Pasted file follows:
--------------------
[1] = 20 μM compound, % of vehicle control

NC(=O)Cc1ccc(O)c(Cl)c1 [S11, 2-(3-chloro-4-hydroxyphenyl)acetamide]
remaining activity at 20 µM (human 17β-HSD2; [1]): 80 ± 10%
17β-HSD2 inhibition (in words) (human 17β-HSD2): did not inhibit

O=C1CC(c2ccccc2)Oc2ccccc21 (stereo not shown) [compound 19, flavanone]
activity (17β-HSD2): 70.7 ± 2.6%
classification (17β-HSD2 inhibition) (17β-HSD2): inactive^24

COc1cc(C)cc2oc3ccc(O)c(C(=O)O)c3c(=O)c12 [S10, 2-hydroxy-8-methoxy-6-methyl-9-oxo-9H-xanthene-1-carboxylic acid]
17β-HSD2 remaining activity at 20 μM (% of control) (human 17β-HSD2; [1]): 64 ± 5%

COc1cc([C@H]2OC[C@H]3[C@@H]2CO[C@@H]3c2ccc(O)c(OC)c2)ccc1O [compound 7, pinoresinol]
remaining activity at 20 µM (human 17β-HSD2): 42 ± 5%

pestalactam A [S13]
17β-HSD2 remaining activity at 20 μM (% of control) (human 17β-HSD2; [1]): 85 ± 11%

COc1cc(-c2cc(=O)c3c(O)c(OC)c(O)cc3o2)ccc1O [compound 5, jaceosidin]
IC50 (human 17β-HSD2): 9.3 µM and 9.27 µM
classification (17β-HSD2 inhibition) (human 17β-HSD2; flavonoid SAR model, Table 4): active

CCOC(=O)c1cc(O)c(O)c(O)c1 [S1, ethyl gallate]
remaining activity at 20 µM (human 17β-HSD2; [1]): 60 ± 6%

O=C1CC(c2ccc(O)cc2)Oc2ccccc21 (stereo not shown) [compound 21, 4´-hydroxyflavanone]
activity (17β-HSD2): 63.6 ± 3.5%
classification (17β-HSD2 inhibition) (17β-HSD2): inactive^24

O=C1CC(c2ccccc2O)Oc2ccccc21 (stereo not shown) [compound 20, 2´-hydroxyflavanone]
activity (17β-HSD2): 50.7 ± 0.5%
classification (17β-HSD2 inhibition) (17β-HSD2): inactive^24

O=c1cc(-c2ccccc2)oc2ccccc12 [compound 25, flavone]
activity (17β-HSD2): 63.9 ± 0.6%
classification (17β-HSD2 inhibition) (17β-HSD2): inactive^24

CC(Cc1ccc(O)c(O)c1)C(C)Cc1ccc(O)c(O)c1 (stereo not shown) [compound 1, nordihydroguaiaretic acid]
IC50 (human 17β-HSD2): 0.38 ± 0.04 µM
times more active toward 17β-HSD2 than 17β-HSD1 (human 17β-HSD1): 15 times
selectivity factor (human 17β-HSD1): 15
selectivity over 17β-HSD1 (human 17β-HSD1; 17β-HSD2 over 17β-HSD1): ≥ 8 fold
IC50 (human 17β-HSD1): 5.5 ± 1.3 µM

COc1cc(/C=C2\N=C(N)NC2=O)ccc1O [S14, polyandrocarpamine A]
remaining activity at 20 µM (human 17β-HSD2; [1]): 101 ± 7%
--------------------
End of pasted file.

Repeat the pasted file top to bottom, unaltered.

[1] = 20 μM compound, % of vehicle control

NC(=O)Cc1ccc(O)c(Cl)c1 [S11, 2-(3-chloro-4-hydroxyphenyl)acetamide]
remaining activity at 20 µM (human 17β-HSD2; [1]): 80 ± 10%
17β-HSD2 inhibition (in words) (human 17β-HSD2): did not inhibit

O=C1CC(c2ccccc2)Oc2ccccc21 (stereo not shown) [compound 19, flavanone]
activity (17β-HSD2): 70.7 ± 2.6%
classification (17β-HSD2 inhibition) (17β-HSD2): inactive^24

COc1cc(C)cc2oc3ccc(O)c(C(=O)O)c3c(=O)c12 [S10, 2-hydroxy-8-methoxy-6-methyl-9-oxo-9H-xanthene-1-carboxylic acid]
17β-HSD2 remaining activity at 20 μM (% of control) (human 17β-HSD2; [1]): 64 ± 5%

COc1cc([C@H]2OC[C@H]3[C@@H]2CO[C@@H]3c2ccc(O)c(OC)c2)ccc1O [compound 7, pinoresinol]
remaining activity at 20 µM (human 17β-HSD2): 42 ± 5%

pestalactam A [S13]
17β-HSD2 remaining activity at 20 μM (% of control) (human 17β-HSD2; [1]): 85 ± 11%

COc1cc(-c2cc(=O)c3c(O)c(OC)c(O)cc3o2)ccc1O [compound 5, jaceosidin]
IC50 (human 17β-HSD2): 9.3 µM and 9.27 µM
classification (17β-HSD2 inhibition) (human 17β-HSD2; flavonoid SAR model, Table 4): active

CCOC(=O)c1cc(O)c(O)c(O)c1 [S1, ethyl gallate]
remaining activity at 20 µM (human 17β-HSD2; [1]): 60 ± 6%

O=C1CC(c2ccc(O)cc2)Oc2ccccc21 (stereo not shown) [compound 21, 4´-hydroxyflavanone]
activity (17β-HSD2): 63.6 ± 3.5%
classification (17β-HSD2 inhibition) (17β-HSD2): inactive^24

O=C1CC(c2ccccc2O)Oc2ccccc21 (stereo not shown) [compound 20, 2´-hydroxyflavanone]
activity (17β-HSD2): 50.7 ± 0.5%
classification (17β-HSD2 inhibition) (17β-HSD2): inactive^24

O=c1cc(-c2ccccc2)oc2ccccc12 [compound 25, flavone]
activity (17β-HSD2): 63.9 ± 0.6%
classification (17β-HSD2 inhibition) (17β-HSD2): inactive^24

CC(Cc1ccc(O)c(O)c1)C(C)Cc1ccc(O)c(O)c1 (stereo not shown) [compound 1, nordihydroguaiaretic acid]
IC50 (human 17β-HSD2): 0.38 ± 0.04 µM
times more active toward 17β-HSD2 than 17β-HSD1 (human 17β-HSD1): 15 times
selectivity factor (human 17β-HSD1): 15
selectivity over 17β-HSD1 (human 17β-HSD1; 17β-HSD2 over 17β-HSD1): ≥ 8 fold
IC50 (human 17β-HSD1): 5.5 ± 1.3 µM

COc1cc(/C=C2\N=C(N)NC2=O)ccc1O [S14, polyandrocarpamine A]
remaining activity at 20 µM (human 17β-HSD2; [1]): 101 ± 7%